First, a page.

© 2015 – Routledge
This book reconstructs the legal and military history of the ‘minor’ war crimes trials held in Occupied Germany and elsewhere from 1945-8. Although the International Military Tribunal held at Nuremberg, from the end of 1945, is extremely well known, there were in fact hundreds of trials of ‘minor’ so-called war criminals in Occupied Germany, liberated Europe and the Far East. But little is known about these trials: even their number remains uncertain, and they are still shrouded in mystery. This book remedies that lack: addressing why those trials began; their legal framework; the trial processes; where they failed; who investigated them; the role of the military; and why they stopped. Challenging orthodox accounts that there was no Holocaust-awareness in Allied prosecutions, the book reveals the extent to which these ‘minor’ trials involved a substantial contribution by Holocaust victims. Jewish and other witnesses confronted their abusers; and were an integral part of successful prosecutions. Detailing the extent and value of their contribution, this study of the minor war crimes trials thus serves as a counterweight to the now orthodox and widespread perception of Holocaust survivors as helpless, feeble and emaciated Jews.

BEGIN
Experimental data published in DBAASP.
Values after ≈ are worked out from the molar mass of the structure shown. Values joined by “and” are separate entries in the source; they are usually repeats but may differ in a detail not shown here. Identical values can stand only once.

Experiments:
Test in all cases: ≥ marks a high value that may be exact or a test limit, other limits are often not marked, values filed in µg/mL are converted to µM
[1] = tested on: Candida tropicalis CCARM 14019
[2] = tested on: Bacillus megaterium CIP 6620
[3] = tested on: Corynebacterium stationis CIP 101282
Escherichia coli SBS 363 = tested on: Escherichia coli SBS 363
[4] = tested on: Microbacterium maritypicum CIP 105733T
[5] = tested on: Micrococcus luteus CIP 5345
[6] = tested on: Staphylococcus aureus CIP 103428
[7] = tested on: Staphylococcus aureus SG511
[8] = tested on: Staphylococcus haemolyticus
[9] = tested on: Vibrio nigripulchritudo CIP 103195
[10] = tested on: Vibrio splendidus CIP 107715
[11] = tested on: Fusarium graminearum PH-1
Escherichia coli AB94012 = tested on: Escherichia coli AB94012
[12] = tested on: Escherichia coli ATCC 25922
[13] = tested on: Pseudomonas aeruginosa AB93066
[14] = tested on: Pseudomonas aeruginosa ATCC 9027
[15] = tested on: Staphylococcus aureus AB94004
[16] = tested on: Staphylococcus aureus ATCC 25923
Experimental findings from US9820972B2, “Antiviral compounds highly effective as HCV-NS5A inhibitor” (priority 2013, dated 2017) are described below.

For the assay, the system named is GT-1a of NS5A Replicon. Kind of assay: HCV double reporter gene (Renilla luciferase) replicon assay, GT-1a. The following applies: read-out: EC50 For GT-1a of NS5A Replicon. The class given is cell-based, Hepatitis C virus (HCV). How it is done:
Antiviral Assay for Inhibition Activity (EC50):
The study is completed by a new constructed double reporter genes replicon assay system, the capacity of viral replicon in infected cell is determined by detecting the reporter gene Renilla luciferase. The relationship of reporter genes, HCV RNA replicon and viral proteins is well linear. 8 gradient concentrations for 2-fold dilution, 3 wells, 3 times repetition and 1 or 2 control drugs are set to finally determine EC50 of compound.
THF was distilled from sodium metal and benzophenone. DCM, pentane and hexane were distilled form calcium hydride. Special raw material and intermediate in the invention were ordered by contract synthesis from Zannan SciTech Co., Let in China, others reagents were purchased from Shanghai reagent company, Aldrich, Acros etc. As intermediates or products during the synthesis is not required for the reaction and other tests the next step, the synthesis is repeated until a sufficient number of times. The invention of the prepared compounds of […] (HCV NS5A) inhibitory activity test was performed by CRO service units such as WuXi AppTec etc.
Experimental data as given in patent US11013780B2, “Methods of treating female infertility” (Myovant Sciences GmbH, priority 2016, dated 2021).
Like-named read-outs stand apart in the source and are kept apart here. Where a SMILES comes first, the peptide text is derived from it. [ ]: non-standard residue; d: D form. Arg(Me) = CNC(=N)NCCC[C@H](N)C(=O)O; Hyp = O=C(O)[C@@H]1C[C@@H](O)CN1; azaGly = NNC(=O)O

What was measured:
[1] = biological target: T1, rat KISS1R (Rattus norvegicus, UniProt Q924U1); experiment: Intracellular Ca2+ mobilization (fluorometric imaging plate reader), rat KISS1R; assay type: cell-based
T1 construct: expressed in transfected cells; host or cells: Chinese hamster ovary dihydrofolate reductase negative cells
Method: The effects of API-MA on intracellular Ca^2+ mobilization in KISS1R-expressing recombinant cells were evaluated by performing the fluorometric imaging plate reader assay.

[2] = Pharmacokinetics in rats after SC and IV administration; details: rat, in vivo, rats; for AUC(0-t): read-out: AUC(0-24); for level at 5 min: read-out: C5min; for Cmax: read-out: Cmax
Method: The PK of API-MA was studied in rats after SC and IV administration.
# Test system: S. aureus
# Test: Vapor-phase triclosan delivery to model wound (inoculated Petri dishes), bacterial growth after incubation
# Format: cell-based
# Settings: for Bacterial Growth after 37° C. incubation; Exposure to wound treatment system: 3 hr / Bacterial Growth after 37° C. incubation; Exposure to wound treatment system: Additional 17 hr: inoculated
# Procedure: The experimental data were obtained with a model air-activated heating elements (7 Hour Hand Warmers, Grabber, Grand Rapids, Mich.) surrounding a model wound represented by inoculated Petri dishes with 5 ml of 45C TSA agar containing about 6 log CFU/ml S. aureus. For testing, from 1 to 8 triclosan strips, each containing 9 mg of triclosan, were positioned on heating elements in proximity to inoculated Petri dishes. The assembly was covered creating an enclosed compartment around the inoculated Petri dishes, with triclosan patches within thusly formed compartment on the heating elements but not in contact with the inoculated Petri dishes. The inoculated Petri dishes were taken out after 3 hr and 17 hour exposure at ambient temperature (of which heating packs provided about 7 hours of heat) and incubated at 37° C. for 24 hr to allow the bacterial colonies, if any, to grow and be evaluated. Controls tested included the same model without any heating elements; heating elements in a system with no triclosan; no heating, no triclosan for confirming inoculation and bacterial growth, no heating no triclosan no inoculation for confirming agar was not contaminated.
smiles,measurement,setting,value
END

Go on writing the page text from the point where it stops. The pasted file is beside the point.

Chapter 1: Law's history and victim's justice; a neglected conjunction; Chapter 2: Setting contexts: the historical, political and administrative framework for British ‘minor’ war crimes trials; Chapter 3: Living justice: British soldiers investigating war crimes; Chapter 4; Justice observed: legal and other readings of the Belsen(-Auschwitz) Trial 1946; Chapter 5: Living a different story: 2 SAS investigating war crimes in Occupied German; Chapter 6: Distorting justice?: intelligence agencies’ involvement in the Natzweitler Trial, 1946; Chapter 7: Experiencing law: war crimes investigations as human narrative; Chapter 8: Doctrinal law versus victims’ justice: narratives of legal insecurity and Nazi law; Chapter 9: Socio-legal perspectives: theory’s ahistorical fascination with Nazi ‘jurisprudence’ and ‘legal’ responses to German/Axis war crimes.